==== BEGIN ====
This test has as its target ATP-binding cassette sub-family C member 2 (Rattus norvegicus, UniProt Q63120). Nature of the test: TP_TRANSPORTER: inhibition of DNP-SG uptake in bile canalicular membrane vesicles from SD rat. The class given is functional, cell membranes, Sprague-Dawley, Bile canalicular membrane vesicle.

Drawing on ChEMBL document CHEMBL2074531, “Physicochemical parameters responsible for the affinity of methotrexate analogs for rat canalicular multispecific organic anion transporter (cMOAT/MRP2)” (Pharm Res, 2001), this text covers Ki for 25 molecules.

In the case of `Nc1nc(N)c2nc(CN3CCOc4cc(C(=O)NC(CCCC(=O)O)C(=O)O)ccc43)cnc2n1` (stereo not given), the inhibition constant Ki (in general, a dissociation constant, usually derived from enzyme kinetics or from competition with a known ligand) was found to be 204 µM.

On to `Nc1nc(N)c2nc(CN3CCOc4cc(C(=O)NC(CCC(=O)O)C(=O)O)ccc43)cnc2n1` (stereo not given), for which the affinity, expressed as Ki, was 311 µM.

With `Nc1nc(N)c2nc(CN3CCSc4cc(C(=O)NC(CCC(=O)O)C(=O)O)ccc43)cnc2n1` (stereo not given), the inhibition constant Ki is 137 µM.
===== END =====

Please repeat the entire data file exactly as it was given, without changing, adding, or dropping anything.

This test has as its target ATP-binding cassette sub-family C member 2 (Rattus norvegicus, UniProt Q63120). Nature of the test: TP_TRANSPORTER: inhibition of DNP-SG uptake in bile canalicular membrane vesicles from SD rat. The class given is functional, cell membranes, Sprague-Dawley, Bile canalicular membrane vesicle.

Drawing on ChEMBL document CHEMBL2074531, “Physicochemical parameters responsible for the affinity of methotrexate analogs for rat canalicular multispecific organic anion transporter (cMOAT/MRP2)” (Pharm Res, 2001), this text covers Ki for 25 molecules.

In the case of `Nc1nc(N)c2nc(CN3CCOc4cc(C(=O)NC(CCCC(=O)O)C(=O)O)ccc43)cnc2n1` (stereo not given), the inhibition constant Ki (in general, a dissociation constant, usually derived from enzyme kinetics or from competition with a known ligand) was found to be 204 µM.

On to `Nc1nc(N)c2nc(CN3CCOc4cc(C(=O)NC(CCC(=O)O)C(=O)O)ccc43)cnc2n1` (stereo not given), for which the affinity, expressed as Ki, was 311 µM.

With `Nc1nc(N)c2nc(CN3CCSc4cc(C(=O)NC(CCC(=O)O)C(=O)O)ccc43)cnc2n1` (stereo not given), the inhibition constant Ki is 137 µM.